But how many pedophiles, he isn't saying
A number of observers on the political left have expressed degrees of concern with self-styled God-spokeperson and megachurch proprietor "Pastor" Rick Warren's comparison of gays with pedophiles.
While it's true Warren likened gay couples to child molesters and it's also true that the comparison is outlandish and wildly insulting on its face, there are at least two important distinctions overlooked by most of those observers.
Pedophilia is an aberrant psychological condition and plenty of pedophiles are already legally married. They just aren't married to children. And when it comes to sexual — or even contractual — relationships involving children, the question of consent arises.
Because as a matter of fundamental legal (and psychological) principle, children aren't even capable of extending consent. Whereas among adults, consent is not an issue. It's a given.
Nevertheless, the ongoing debate over gay marriage is not so much a question of sexuality or even consent but of equality and civil rights, two other fundamental legal principles.
And the civil rights and bonds sought by many gay people are no different than those enjoyed by anyone else. It just so happens that those bonds are sought by two people of the same gender. All of their other goals and aspirations may be identical to those of other legally married couples, including child rearing and even child bearing.
Take a look, for example, at this assembly of New Jersey plaintiffs.
In a number of the same sex marriage cases litigated throughout the country, States have asserted, in opposition to SSM, that State's compelling interest in fostering procreation. Frankly, it's just about the strongest argument they have.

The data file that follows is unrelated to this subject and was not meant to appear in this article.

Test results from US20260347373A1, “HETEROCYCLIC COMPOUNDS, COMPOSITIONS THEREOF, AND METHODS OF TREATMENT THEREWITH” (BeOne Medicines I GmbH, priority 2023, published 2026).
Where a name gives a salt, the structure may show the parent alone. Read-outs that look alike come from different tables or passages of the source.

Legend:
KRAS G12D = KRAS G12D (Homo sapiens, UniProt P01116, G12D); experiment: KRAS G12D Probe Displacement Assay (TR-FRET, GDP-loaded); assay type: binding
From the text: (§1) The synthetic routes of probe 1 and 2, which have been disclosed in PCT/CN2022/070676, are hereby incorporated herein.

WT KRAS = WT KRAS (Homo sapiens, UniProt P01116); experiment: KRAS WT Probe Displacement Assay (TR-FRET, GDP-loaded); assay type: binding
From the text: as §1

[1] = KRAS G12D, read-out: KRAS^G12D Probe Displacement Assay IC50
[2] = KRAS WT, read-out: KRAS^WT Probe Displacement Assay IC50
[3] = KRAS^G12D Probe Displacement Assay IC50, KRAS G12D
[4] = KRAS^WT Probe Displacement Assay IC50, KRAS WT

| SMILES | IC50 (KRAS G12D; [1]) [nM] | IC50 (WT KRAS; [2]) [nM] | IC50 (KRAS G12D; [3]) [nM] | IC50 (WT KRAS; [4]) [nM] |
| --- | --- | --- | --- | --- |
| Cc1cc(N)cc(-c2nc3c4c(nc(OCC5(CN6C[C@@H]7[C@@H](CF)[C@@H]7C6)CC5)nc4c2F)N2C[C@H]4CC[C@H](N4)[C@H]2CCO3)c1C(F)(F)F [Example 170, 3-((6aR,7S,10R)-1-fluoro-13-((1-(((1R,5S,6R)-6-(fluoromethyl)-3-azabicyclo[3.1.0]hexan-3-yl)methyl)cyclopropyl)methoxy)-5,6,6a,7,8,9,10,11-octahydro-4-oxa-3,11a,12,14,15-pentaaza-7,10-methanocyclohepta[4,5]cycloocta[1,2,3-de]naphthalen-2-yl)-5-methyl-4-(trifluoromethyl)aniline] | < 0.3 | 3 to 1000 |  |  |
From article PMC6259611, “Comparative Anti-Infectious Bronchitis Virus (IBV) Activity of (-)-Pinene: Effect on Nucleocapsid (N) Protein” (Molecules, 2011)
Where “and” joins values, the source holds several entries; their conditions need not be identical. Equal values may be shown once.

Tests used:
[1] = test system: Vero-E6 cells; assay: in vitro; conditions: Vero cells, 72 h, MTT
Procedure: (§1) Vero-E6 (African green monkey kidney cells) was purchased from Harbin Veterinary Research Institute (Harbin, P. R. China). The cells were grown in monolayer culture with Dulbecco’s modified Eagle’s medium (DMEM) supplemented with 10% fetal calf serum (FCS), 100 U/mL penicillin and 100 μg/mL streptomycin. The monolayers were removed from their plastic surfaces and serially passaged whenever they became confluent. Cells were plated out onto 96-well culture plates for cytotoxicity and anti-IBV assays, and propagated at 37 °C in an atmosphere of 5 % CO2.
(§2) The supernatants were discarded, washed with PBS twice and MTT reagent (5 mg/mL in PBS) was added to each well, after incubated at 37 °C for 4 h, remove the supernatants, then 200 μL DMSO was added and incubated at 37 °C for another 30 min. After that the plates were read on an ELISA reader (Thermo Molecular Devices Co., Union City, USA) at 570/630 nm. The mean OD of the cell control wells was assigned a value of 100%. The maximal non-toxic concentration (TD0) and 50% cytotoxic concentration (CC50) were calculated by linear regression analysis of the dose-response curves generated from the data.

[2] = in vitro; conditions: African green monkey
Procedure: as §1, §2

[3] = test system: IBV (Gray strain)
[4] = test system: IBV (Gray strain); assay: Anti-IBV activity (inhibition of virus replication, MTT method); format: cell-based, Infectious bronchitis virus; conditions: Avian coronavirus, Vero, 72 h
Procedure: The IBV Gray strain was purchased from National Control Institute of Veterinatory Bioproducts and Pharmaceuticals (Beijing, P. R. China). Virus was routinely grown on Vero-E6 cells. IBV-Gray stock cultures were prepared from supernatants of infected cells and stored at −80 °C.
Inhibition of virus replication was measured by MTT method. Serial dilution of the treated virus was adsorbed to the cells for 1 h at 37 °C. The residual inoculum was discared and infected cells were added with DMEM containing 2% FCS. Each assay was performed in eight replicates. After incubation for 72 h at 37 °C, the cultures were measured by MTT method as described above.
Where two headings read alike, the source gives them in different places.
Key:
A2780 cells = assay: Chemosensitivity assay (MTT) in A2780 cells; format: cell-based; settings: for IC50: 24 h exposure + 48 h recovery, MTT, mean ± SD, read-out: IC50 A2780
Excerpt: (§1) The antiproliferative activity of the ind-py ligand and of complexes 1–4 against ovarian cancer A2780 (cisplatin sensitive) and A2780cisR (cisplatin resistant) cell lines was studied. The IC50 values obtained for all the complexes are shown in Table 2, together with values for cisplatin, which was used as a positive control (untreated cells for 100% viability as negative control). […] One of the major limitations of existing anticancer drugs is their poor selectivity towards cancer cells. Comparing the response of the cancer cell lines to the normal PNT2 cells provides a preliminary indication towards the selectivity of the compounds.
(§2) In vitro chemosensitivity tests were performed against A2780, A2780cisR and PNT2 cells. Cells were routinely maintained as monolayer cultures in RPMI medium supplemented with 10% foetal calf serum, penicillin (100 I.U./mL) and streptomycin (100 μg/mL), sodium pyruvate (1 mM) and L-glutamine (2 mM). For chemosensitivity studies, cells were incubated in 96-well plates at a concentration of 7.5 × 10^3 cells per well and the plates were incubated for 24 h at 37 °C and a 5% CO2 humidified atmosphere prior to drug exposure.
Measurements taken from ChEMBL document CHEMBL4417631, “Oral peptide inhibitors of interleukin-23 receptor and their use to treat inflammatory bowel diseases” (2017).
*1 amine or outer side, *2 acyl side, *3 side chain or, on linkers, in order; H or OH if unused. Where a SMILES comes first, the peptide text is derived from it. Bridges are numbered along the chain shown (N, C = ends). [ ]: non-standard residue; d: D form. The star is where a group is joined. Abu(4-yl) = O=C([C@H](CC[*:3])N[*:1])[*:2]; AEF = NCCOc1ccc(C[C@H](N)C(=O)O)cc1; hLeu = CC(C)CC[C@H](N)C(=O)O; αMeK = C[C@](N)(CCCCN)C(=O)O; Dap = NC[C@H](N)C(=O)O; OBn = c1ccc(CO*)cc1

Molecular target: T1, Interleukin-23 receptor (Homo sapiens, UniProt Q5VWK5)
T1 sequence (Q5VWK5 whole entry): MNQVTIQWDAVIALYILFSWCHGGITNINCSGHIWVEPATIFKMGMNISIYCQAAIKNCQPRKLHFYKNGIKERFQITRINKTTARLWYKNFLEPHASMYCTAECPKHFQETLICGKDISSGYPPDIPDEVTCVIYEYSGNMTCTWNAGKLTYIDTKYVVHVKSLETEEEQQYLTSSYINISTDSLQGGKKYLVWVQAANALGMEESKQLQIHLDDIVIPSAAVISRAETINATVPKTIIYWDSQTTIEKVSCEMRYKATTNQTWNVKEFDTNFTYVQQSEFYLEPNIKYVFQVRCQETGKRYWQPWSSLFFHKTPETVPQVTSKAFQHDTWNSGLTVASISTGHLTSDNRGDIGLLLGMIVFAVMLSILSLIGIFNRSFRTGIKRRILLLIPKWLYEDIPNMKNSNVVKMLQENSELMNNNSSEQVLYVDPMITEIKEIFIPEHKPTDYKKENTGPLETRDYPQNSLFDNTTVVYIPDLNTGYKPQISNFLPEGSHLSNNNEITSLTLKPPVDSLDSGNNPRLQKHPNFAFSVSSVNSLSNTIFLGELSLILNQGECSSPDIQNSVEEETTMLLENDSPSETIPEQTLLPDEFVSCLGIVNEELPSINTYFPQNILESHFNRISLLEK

Except nobody ever said that gay couples can't procreate, either through surrogate parenting or adoption.
Nor has any State forced more "traditional" couples to procreate who otherwise might decide not to — or even have intercourse, for that matter. In other words, women and men, regardless of their sexuality, are still able to fulfill those State objectives if they so desire. Or not. They remain free to make those choices.
Much in keeping with the U.S Supreme Court's 1967 unanimous opinion in Loving v. Virginia, it took a judicial decision in California to recognize the constitutional right of gay people to enter into the same type of civil arrangement that the widely admired Britney Spears was able to freely enjoy for as long as 55 whole hours.
Former Paramount Studios head Robert Evans enjoyed it so much he did it seven times with nary a peep from the religious rightists.
Yet "Pastor" Warren, allegedly at the personal behest of noted civil libertarian and community organizer Jesus of Nazareth, helped lead the efforts of Californians to rescind that right on November 4.
That alone should preclude him from sharing the inaugural podium with the president of all Americans a month from now, in my opinion. But that's Barack Obama's decision, and he can take his political lumps for it. And he will. And he should. And he deserves to.
Warren's position is not a "principled decision," as some might suggest. That Warren views consensual, adult gay relationships through the same antediluvian blinkers that he does those who would commit first degree sexual assault of a child, which carries a 60-year prison term in Wisconsin, is instead strong evidence that his position is one of a foolish and unprincipled ignoramus.
As for Obama's selection of Warren to intone some species of abracadabra during the chief executive's installation next month, we don't yet know of its exact content. But Warren says he plans to "pray God's blessing on the office of the president," so obviously it's not going to make the slightest bit of difference one way or the other.